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1.
Mar Pollut Bull ; 152: 110909, 2020 Jan 17.
Artigo em Inglês | MEDLINE | ID: mdl-31957683

RESUMO

A total of 7563 anthropogenic litter (AL) items, grouped into twelve different typologies, were collected along 25 beaches located on the central Caribbean coast of Colombia. The average AL abundance was 6.05 items/m2, plastic items being the most common reaching a total percentage of 88.9% with an average density of 5.38 items/m2. Application of 3 evaluation indices, based on the AL data, placed most of the beaches into the status of unacceptable conditions of cleanness (Dirty to Extremely Dirty), and into mediocre to unsatisfactory environmental status. Hazardous anthropogenic litter (HAL), occurred in considerable amounts with hazardous items reaching a high of 7% (502 items of 7563 total items collected), and an average of 0.40 items/m2. Beaches were statistically grouped into four specific types that ranged from beaches in good environmental conditions (Group A) to beaches in extremely adverse environmental conditions (Group D). The typology and magnitudes of AL found along the study area suggest a combination of sources that are associated with the multiple usages developed along this region's coast. Anthropogenic litter is mainly related to land-based sources, and these generating source activities can be found in nearby basins and/or on the same beaches where the litter remains. This paper proposes four key actions to specifically reduce AL, as well as an 8-step agenda to address solutions to the broader management of litter problems.

2.
Mar Pollut Bull ; 141: 603-610, 2019 Apr.
Artigo em Inglês | MEDLINE | ID: mdl-30955773

RESUMO

Although coastal dunes exhibit typical vegetation which involves species adapted to extreme environmental conditions, the mobilization and colonization by non-native species represents a challenge in its conservation and management. In this work, eight dune systems located along the Atlantico Department, Caribbean coast of Colombia were surveyed, finding within them the presence of two plant species recognized as invasive: Calotropis procera and Cryptostegia madagascariensis. The impacts of these two invasive plant species can be significant at all ecological levels in the dune systems. The above demands the implementation of urgent management actions. Eradication seems the optimal control alternative, however preventing invasive plant species from infesting new areas is more cost-effective and efficient than trying to restore the system after it is infested. Data presented in this paper is the first step in the future development of an early detection program in the study area.


Assuntos
Apocynaceae , Calotropis , Espécies Introduzidas , Colômbia , Conservação dos Recursos Naturais/economia , Conservação dos Recursos Naturais/métodos , Ecossistema
3.
Mar Pollut Bull ; 136: 435-447, 2018 Nov.
Artigo em Inglês | MEDLINE | ID: mdl-30509827

RESUMO

A total of 5993 litter items divided into 13 categories were found at 25 beaches located along the Atlantico Department coastline, Caribbean of Colombia, with an average litter abundance of 7 items/m. Agglomerative Hierarchical Clustering (AHC), Multidimensional Scaling (MDS) and Principal Components Analysis (PCA) were applied with the objective of highlighting similarities and contrasts between litter categories and abundances. Results indicated two specific groups of beaches in terms of amounts of litter. The first group is composed of 17 "dirty beaches" (urban, resort and village) while the second group includes 8 "clean beaches" (village and resort). This division was confirmed by means of the EA/NALG (2000) grading system, which highlighted that 68% of beaches belonging to the Atlantico Department coastline are in an unacceptable condition of cleanness. Current patterns of litter abundance and accumulation are related to sources as well as beach characteristics such as degree of exposition and morphodynamic state.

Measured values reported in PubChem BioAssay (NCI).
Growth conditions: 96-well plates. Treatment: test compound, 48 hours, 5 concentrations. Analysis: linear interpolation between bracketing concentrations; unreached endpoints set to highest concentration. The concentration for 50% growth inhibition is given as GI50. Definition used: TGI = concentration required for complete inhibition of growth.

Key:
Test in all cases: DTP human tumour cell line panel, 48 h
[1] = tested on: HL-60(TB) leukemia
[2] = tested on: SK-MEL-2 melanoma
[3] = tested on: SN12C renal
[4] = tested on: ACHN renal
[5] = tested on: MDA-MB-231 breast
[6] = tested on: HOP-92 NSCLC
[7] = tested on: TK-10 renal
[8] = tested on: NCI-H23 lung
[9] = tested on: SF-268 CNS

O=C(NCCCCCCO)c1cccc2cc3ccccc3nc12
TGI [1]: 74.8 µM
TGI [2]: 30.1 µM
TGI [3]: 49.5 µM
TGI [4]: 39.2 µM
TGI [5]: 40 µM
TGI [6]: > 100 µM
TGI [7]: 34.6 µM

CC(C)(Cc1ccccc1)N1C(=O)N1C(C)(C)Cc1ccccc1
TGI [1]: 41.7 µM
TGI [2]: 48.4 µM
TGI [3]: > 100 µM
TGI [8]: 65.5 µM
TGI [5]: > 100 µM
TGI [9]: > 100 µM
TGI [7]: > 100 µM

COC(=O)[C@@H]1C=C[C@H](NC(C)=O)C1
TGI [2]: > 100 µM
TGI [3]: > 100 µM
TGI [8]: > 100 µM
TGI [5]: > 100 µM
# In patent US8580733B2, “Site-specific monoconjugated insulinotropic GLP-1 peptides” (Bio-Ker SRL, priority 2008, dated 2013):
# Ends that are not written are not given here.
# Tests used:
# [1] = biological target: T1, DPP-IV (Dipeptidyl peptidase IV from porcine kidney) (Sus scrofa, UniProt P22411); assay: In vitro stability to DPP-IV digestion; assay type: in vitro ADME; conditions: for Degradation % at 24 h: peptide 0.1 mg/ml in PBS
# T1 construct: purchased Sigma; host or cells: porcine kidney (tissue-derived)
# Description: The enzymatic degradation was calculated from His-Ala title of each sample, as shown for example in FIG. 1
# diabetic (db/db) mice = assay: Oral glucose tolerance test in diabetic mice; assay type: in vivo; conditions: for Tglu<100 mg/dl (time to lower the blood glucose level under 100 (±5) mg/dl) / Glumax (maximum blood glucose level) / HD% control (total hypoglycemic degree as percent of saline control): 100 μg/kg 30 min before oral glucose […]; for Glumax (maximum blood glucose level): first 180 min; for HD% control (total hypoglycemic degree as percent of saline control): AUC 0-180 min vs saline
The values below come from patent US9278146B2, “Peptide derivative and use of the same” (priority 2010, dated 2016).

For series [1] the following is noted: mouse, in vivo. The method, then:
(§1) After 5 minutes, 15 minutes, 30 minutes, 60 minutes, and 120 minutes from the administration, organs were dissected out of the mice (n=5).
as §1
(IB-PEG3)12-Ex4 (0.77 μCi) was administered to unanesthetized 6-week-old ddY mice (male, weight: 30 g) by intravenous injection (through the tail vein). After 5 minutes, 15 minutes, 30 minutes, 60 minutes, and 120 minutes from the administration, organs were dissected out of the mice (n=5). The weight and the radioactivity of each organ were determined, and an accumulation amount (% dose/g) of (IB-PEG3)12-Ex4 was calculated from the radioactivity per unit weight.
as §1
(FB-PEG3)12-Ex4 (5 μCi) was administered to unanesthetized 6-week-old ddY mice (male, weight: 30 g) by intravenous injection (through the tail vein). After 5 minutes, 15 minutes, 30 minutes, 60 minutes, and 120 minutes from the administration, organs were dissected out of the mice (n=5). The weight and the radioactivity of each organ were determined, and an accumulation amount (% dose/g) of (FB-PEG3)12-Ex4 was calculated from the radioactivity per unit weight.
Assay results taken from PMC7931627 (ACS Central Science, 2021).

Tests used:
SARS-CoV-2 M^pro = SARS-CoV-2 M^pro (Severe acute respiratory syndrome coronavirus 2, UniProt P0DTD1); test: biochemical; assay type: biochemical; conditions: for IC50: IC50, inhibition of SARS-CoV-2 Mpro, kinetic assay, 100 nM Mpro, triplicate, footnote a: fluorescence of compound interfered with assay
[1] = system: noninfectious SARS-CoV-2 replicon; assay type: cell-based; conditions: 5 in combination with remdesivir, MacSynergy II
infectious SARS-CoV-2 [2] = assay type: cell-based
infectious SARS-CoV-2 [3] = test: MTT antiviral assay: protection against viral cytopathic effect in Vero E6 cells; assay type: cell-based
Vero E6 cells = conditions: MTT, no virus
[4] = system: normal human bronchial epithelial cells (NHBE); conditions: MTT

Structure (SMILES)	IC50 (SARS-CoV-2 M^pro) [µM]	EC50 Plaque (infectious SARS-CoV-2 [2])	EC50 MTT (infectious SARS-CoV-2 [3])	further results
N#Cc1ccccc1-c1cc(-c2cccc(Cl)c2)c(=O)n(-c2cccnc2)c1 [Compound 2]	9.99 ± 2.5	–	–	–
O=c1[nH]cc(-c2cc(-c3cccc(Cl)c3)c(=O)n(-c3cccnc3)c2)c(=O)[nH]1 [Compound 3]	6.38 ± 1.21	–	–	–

Assuntos
Praias , Poluentes da Água/análise , Praias/estatística & dados numéricos , Cidades , Análise por Conglomerados , Colômbia , Monitoramento Ambiental/métodos , Monitoramento Ambiental/estatística & dados numéricos , Análise de Componente Principal
4.
Mar Pollut Bull ; 128: 185-196, 2018 Mar.
Artigo em Inglês | MEDLINE | ID: mdl-29571362

RESUMO

Some marine invertebrates can inhabit floating substrates, and raft over long distances, becoming a significant environmental problem in terms of alien species and habitat disruption. On the Atlantico Department beaches (Colombia) woody debris and plastic litter dominate (86%) the types of refuse on the beaches with their densities ranging from 0.82-1.72 items m-1. Such litter and woody debris generate the optimal conditions for floating colonizers. In this work, 26 beaches were surveyed, and 16 of them (62%) were found to have marine fauna using litter and woody debris as a substrate for potential rafting and dispersal. Serpulidae polychaete tubes, goose barnacles Lepas (Anatifa) anserifera Linnaeus, 1767, and the bryozoans Arbopercula tenella (Hincks, 1880), Arbopercula angulata (Levinsen, 1909), plus three unidentified species were found colonizing woody debris, seeds, plastic and glass bottles. These findings of woody debris and litter facilitating the arrival and dispersal of non-native species on this coast, demonstrate that preventive management of such refuse in coastal habitats goes beyond simply preserving coastal esthetics.


Assuntos
Organismos Aquáticos/crescimento & desenvolvimento , Praias/normas , Monitoramento Ambiental/métodos , Plásticos/análise , Resíduos/análise , Madeira/análise , Animais , Região do Caribe , Colômbia , Ecossistema , Espécies Introduzidas/tendências
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